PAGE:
Keep waterfront’s natural values

Penticton's waterfront plan should aim to maintain and restore nature for people and wildlife

I am glad to see that the city is looking at our waterfront, but I am concerned that they may not be considering all of the public interests.

The Waterfront Enhancement Select Committee terms of reference (TOR) and structure do not seem to have much of a consideration for the environment. The members are all representing organized recreation and business, despite the natural values of the waterfront. This committee was not included in the general call for volunteers for City of Penticton committees that was released for 2012.

I was told by city staff that ‘select committees’ were sub-committees to the advisory committees. However, now that the information has been released, TOR actually only includes appointed members representing business and organized recreation.

In the minutes there are two members at large and one Penticton Business Development Society representative (not identified in the TOR), and it is not clear how they even got on the committee. Although one can hope that the members at large expand the perspectives represented. This is not meant to criticize those who are volunteering their time, it is to highlight the apparently intentional lack of diversity in the select committee.

Reference materials for the committee do not include any of the ecological reporting or guidelines for lakes in the Okanagan including: Foreshore Inventory Mapping of Okanagan and Skaha Lakes, or the Aquatic Habitat Index for Okanagan Lake. These reports were completed with the assistance of local governments and with a focus on development and land use; provincial best management practices or Fisheries and Oceans operating statements; and Okanagan large lakes foreshore protocol.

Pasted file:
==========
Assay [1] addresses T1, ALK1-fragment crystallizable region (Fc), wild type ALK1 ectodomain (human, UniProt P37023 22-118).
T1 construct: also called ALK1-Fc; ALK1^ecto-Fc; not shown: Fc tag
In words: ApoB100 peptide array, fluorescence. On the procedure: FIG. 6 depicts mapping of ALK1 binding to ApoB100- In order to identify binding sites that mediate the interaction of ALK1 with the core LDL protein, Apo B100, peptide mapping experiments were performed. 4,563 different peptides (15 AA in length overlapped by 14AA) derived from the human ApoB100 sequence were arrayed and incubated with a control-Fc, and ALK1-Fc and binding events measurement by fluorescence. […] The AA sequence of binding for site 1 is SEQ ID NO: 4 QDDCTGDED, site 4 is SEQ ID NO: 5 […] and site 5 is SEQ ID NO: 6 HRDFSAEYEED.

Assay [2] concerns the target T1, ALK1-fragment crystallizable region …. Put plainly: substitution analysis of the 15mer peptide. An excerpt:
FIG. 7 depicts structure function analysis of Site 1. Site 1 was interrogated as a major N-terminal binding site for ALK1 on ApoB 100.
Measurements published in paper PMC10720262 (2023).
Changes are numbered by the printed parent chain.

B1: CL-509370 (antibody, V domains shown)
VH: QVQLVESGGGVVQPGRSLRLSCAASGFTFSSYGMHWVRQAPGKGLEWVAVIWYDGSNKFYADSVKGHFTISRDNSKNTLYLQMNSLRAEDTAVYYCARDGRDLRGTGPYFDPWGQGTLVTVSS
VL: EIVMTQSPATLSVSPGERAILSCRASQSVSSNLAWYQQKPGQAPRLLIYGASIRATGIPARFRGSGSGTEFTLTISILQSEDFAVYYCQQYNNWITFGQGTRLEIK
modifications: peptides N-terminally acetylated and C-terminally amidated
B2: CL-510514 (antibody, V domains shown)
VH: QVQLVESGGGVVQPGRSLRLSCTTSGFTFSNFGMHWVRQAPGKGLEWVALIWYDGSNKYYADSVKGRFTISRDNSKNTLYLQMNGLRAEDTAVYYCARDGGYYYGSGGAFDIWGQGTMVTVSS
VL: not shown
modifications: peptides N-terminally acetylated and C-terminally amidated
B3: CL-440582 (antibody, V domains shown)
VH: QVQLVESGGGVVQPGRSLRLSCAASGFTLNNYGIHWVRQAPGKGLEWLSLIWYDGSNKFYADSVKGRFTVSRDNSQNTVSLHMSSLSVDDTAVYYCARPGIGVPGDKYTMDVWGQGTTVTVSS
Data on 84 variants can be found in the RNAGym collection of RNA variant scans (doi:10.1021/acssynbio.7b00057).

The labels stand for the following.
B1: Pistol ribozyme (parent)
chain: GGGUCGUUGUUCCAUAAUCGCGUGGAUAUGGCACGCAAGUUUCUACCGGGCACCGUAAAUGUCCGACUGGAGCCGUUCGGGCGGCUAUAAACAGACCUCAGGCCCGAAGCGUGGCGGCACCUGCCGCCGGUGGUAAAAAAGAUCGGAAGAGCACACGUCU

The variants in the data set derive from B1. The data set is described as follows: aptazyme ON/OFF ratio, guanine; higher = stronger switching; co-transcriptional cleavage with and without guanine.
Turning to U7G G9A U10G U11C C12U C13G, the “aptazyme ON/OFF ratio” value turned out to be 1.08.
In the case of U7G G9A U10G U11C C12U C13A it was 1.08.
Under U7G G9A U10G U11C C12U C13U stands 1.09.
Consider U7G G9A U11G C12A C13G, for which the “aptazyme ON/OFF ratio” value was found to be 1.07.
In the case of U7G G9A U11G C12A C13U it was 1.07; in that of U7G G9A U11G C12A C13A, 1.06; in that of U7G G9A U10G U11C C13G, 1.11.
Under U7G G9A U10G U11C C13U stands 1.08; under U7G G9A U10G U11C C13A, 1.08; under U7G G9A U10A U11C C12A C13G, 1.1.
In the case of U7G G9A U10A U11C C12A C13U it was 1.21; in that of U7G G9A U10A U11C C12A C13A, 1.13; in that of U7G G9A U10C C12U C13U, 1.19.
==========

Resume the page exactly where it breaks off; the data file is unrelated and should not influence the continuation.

Meeting minutes to date are vague about the Esplanade area (the only semi-natural area left on any of the city lakefronts).

The focus for this year, according to the engineering report to council, seems to be on Lakeshore Drive — the environmental issues are indirectly identified from a recreational standpoint: sand erosion, aging trees and landscaping opportunities. I hope the city is going to take this opportunity to look at some habitat restoration using native plants as part of its ‘landscaping’.

With the exception of ministry staff, the stakeholders list does not include any reference to those that are interested in fish, wildlife, birds, water quality, mental health or any other natural value of the waterfront.

However, I am heartened to see that there has been some money set aside to look at some of the environmental requirements both for Skaha and Okanagan Lake. Beyond seeing the consideration of the environment as just a legislated requirement, it would be a great step for this city council to consider nature as an important part of what draws people to the waterfront.

Many local governments have taken steps to maintain and restore nature for people and wildlife. I hope to see that the City of Penticton can lead by example as well, and work with the environment that is so important to our sustainable quality of life.

S. Eksal

 

Penticton

 

 

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